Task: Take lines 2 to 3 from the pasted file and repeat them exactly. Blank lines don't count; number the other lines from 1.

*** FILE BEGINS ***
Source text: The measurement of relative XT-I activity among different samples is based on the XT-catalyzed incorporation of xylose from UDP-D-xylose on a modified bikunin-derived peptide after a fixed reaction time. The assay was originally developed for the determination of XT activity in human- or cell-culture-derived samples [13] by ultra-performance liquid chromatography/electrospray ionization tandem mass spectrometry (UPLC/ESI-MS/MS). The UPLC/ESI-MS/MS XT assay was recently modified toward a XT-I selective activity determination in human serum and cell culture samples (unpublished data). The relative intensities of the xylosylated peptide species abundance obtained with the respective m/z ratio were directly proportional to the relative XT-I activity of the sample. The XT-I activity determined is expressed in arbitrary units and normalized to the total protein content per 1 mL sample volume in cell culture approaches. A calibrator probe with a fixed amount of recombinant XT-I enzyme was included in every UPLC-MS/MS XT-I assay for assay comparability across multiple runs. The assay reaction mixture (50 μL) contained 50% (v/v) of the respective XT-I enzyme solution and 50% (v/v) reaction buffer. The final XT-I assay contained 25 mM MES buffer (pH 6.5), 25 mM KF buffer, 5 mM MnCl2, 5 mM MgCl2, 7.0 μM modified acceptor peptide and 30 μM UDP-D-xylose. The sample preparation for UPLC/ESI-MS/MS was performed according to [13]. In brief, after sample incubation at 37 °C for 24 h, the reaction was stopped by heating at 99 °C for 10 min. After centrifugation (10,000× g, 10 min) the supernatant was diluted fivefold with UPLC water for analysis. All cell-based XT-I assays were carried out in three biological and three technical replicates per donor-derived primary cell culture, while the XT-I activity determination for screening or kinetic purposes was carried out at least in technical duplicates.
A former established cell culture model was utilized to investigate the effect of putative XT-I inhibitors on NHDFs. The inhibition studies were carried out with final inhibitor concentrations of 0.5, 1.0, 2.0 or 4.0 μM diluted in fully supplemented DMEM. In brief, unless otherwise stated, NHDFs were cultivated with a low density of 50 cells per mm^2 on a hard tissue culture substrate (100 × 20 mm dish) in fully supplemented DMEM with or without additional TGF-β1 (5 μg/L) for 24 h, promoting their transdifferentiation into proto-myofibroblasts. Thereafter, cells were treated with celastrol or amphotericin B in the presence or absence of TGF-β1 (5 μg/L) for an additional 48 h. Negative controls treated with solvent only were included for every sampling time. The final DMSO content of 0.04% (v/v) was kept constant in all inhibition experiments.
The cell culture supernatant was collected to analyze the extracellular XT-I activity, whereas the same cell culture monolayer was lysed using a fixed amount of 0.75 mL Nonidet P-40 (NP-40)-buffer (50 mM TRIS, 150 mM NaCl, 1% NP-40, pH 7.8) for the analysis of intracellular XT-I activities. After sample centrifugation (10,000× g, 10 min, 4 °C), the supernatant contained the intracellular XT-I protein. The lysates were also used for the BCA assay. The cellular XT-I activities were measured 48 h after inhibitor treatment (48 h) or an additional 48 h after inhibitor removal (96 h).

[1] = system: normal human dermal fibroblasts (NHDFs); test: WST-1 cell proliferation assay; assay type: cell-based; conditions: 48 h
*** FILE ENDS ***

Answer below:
A former established cell culture model was utilized to investigate the effect of putative XT-I inhibitors on NHDFs. The inhibition studies were carried out with final inhibitor concentrations of 0.5, 1.0, 2.0 or 4.0 μM diluted in fully supplemented DMEM. In brief, unless otherwise stated, NHDFs were cultivated with a low density of 50 cells per mm^2 on a hard tissue culture substrate (100 × 20 mm dish) in fully supplemented DMEM with or without additional TGF-β1 (5 μg/L) for 24 h, promoting their transdifferentiation into proto-myofibroblasts. Thereafter, cells were treated with celastrol or amphotericin B in the presence or absence of TGF-β1 (5 μg/L) for an additional 48 h. Negative controls treated with solvent only were included for every sampling time. The final DMSO content of 0.04% (v/v) was kept constant in all inhibition experiments.
The cell culture supernatant was collected to analyze the extracellular XT-I activity, whereas the same cell culture monolayer was lysed using a fixed amount of 0.75 mL Nonidet P-40 (NP-40)-buffer (50 mM TRIS, 150 mM NaCl, 1% NP-40, pH 7.8) for the analysis of intracellular XT-I activities. After sample centrifugation (10,000× g, 10 min, 4 °C), the supernatant contained the intracellular XT-I protein. The lysates were also used for the BCA assay. The cellular XT-I activities were measured 48 h after inhibitor treatment (48 h) or an additional 48 h after inhibitor removal (96 h).